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Middle Bit: Jason Gross joins ManchesterStory as Vice President

ManchesterStory Group, a venture capital firm based in Des Moines, announced this week that Jason Gross is joining the company as Vice President and Head of Platform. 

“Jason is an award-winning innovation, strategy and technology-adoption leader with experience leading large-scale transformation at three top insurance providers,” said Dave Miles, Founding Partner of ManchesterStory. “Jason’s expertise and insights will enhance ManchesterStory’s capabilities as we help our strategic partners leverage innovative solutions and accelerate the growth of our portfolio companies.”

The creation of this new role coincides with the expansion of the firm’s venture capital franchise as it engages more strategic partners and adds to its network of insurtech, fintech and healthtech companies. 

“I am thrilled to join the team at ManchesterStory during this incredible period of change in insurance,” said Gross. “I have had the privilege to work with dozens of carriers and InsurTechs on innovation, adoption and investments over the years and joining this impressive team was a natural fit.” 

Greater Des Moines Partnership announces fifth annual Small Business Success Summit

The Greater Des Moines Partnership’s fifth annual Small Business Success Summit has been scheduled to take place on Friday, Nov. 5 from 8 a.m. – 5 p.m. at the FFA Center on the DMACC Ankeny campus.

Summit participants will have a chance to hear presentations by keynote speakers, participate in workshops with fellow business owners in Greater Des Moines, and engage in conversations at various breakout sessions.

“Our small businesses are still overcoming the challenges they faced during the year of the pandemic, and many are still figuring out how they can appropriately reevaluate their business process with the ever-changing landscape,” said Christina Moffatt, Director of Small Business Development at the Greater Des Moines Partnership. “The Small Business Success Summit will be an opportunity to empower our small businesses and help direct them toward their future goals.”

Costs for the Summit range from $79 for Partnership Investors and Members to $99 for nonmembers. Registration information and the full speaker lineup will be announced at a later date. Stay up-to-date on the latest details and register for the Summit on The Partnership’s website.

Applications open for Cultivo

Applications for the second cohort of the Cultivo Global Ag Innovation Program are due August 30, 2021. The six-week virtual program will launch in the fall with startups from around the world taking a deep dive into the U.S. startup ecosystem and making connections with the business, research, and farmer leaders of Iowa.

Application forms can be completed online.

Middle Bit: Jason Gross joins ManchesterStory as Vice President | Clay & Milk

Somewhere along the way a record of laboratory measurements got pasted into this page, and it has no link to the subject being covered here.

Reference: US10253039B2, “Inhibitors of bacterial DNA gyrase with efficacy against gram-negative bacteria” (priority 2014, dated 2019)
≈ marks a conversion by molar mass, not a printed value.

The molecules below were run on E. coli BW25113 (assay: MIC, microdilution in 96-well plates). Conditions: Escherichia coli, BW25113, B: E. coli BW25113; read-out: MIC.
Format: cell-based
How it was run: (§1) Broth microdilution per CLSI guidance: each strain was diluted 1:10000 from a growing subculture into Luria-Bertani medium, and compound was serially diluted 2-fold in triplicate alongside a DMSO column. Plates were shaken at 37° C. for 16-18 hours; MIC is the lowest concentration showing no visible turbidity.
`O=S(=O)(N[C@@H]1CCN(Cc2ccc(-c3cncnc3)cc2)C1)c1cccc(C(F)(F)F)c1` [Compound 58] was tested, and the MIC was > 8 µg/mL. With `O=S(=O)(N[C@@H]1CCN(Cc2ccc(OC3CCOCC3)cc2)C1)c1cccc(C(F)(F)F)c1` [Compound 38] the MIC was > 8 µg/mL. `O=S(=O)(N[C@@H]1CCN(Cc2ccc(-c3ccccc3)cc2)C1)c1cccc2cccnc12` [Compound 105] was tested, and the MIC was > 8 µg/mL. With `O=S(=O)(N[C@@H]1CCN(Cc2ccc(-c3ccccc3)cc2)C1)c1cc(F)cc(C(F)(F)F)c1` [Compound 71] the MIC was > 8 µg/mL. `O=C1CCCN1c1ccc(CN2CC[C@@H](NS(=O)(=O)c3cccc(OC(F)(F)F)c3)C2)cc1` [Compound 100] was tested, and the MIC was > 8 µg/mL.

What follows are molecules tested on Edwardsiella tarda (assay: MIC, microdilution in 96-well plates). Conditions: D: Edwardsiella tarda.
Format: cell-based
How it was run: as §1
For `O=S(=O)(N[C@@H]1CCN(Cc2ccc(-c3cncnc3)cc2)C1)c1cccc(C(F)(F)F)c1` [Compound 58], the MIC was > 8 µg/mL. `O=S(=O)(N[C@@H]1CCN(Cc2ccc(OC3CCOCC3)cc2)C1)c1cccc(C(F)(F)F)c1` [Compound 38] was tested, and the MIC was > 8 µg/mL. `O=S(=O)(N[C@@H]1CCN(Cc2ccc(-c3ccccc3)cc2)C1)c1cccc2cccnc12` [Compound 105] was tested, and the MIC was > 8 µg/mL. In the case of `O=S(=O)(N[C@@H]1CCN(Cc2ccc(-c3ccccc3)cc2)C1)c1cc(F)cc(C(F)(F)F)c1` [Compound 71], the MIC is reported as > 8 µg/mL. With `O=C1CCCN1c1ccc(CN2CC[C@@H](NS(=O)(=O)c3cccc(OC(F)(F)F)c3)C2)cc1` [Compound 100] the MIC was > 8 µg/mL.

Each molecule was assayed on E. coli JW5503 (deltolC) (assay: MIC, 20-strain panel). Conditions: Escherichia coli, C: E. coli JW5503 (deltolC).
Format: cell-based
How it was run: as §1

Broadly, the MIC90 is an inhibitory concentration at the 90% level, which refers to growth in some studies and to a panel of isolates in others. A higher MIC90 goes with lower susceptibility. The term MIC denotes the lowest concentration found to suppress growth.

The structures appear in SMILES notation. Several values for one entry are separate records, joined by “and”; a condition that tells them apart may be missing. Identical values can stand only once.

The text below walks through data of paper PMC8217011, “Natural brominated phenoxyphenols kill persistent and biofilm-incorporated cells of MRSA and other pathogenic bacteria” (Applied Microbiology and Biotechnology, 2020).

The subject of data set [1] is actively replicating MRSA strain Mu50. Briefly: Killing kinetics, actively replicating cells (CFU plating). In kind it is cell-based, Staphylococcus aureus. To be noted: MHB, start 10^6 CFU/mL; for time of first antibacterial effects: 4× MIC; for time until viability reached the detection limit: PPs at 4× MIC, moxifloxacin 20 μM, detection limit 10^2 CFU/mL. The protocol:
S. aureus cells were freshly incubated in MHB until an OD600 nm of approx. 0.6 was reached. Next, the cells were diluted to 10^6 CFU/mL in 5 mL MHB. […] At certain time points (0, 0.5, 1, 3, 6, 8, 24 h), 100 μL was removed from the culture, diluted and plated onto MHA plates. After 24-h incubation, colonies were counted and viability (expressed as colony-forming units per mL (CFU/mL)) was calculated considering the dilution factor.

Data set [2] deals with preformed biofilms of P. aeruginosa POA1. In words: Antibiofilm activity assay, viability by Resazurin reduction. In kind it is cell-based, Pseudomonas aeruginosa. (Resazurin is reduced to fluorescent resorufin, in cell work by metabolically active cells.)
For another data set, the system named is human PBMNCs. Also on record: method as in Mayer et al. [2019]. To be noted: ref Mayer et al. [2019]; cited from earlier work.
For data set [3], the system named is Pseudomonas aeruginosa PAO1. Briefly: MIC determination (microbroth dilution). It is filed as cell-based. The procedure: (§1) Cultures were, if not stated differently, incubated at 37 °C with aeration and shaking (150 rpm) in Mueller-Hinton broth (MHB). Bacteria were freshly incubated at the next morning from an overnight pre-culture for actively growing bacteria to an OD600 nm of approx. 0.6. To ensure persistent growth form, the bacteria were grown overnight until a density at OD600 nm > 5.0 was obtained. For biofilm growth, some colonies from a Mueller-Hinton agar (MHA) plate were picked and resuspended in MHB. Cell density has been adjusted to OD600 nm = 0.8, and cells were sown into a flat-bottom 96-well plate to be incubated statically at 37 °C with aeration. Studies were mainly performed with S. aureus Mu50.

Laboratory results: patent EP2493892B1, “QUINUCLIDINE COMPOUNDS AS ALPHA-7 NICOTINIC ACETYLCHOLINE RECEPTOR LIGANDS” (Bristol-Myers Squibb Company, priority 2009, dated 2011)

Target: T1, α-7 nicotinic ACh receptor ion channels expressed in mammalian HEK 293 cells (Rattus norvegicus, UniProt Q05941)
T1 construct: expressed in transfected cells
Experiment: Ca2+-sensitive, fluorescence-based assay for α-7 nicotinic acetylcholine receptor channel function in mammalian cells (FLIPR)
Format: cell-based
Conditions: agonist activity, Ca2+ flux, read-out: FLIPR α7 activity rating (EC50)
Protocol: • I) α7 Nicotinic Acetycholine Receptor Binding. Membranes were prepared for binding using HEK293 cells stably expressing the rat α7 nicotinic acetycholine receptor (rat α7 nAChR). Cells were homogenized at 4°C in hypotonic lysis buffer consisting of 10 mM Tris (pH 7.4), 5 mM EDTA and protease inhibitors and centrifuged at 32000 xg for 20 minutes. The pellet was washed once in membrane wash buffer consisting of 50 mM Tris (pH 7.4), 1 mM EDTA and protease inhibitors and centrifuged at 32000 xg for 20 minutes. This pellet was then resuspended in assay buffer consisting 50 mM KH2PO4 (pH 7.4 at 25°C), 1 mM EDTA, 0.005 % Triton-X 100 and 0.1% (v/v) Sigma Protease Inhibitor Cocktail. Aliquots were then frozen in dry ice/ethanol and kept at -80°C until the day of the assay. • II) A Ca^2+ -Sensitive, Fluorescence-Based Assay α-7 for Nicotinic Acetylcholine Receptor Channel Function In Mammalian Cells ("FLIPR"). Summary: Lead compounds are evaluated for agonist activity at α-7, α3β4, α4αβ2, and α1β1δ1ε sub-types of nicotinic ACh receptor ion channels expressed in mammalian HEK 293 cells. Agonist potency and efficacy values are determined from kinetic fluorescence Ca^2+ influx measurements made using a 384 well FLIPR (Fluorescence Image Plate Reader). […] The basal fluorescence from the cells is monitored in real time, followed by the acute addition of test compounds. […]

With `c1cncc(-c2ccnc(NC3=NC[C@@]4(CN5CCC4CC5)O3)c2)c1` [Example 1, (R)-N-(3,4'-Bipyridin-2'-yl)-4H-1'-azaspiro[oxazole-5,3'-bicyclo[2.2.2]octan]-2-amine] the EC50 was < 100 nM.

A central Iowa ag-tech accelerator has secured more backers and finally has a name. The Greater Des Moines Partnership first announced the accelerator last year, naming four initial investors. On Monday, the Partnership said the program will be called the "Iowa AgriTech Accelerator" and named three new investors. The new investors include Grinnell Mutual, Kent Corp. and Sukup Manufacturing, all Iowa companies. They join investors Deere & Co., Peoples Co., Farmers Mutual Hail Insurance Co. and DuPont Pioneer. Each investor has agreed to put up $100,000 for the first year of the accelerator. Startups entering the program will receive $40,000 in seed funding in exchange for 6 percent equity. Tej Dhawan, an angel investor and local startup mentor, is serving as interim director until the AgriTech Accelerator names a permanent leader. Dhawan held a similar role with the GIA before Brian Hemesath was named as managing director. As interim director, Dhawan said his main job includes hiring the accelerator's executive director, establishing a business structure and initial recruiting for the first cohort. The accelerator will place few filters, such as location and product, on the applicant pool, Dhawan said. "When you’re seeking innovation, innovation can come from every corner of the world so why restrict ourselves," he said. One area the the AgriTech Accelerator won't recruit from is biotech. For its first cohort, the AgriTech Accelerator will work out of the GIA's space in Des Moines' East Village, Dhawan said. A future, permanent home is still to be decided. The accelerator's program will host startups from mid-July through mid-October, ending with an event connected to the annual World Food Prize. The GIA, which the AgriTech Accelerator is based on, also ends with presentations at an industry event. The accelerator has also started lining up a mentor pool. The Iowa Corn Growers Association, Iowa Soybean Association and the Iowa Pork Producers Association have agreed to provide mentors, as has Iowa State University. While the AgriTech Accelerator is loosely based off of the GIA, it will differ in its business structure, Dhawan said. The GIA runs through a for-profit model for both operations and its investment fund. The AgriTech Accelerator will have a nonprofit model for its operations and a for-profit setup for its fund. Dhawan said the nonprofit model is being used so the accelerator can better work with other nonprofit partners, such as trade associations. "These are all organizations that are nonprofits and can be amazing stakeholders without ever having to be investors in the accelerator," he said. "It becomes easier to work with trade associations in their nonprofit role when we are also a nonprofit." When it's up and running, the AgriTech Accelerator would be one of a handful of ag-focused startup development programs in Iowa. Others include the Ag Startup Engine out of Iowa State University and the Rural Ventures Alliance from Iowa MicroLoan. Matthew Patane is the managing editor and co-founder of Clay & Milk. Send him an email at